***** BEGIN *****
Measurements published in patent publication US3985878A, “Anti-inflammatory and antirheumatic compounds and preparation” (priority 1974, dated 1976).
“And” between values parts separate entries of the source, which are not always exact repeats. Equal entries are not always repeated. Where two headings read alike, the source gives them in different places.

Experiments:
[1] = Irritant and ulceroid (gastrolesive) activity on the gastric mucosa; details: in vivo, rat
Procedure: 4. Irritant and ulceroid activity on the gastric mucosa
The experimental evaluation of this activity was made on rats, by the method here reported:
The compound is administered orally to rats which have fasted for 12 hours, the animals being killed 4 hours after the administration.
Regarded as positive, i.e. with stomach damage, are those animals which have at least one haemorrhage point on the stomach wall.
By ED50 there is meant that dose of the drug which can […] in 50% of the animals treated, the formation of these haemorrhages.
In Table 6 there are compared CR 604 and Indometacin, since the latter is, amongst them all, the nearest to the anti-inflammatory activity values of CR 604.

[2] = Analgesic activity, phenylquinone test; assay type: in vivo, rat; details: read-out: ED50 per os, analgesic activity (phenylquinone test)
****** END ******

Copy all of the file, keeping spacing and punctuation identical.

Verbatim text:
Measurements published in patent publication US3985878A, “Anti-inflammatory and antirheumatic compounds and preparation” (priority 1974, dated 1976).
“And” between values parts separate entries of the source, which are not always exact repeats. Equal entries are not always repeated. Where two headings read alike, the source gives them in different places.

Experiments:
[1] = Irritant and ulceroid (gastrolesive) activity on the gastric mucosa; details: in vivo, rat
Procedure: 4. Irritant and ulceroid activity on the gastric mucosa
The experimental evaluation of this activity was made on rats, by the method here reported:
The compound is administered orally to rats which have fasted for 12 hours, the animals being killed 4 hours after the administration.
Regarded as positive, i.e. with stomach damage, are those animals which have at least one haemorrhage point on the stomach wall.
By ED50 there is meant that dose of the drug which can […] in 50% of the animals treated, the formation of these haemorrhages.
In Table 6 there are compared CR 604 and Indometacin, since the latter is, amongst them all, the nearest to the anti-inflammatory activity values of CR 604.

[2] = Analgesic activity, phenylquinone test; assay type: in vivo, rat; details: read-out: ED50 per os, analgesic activity (phenylquinone test)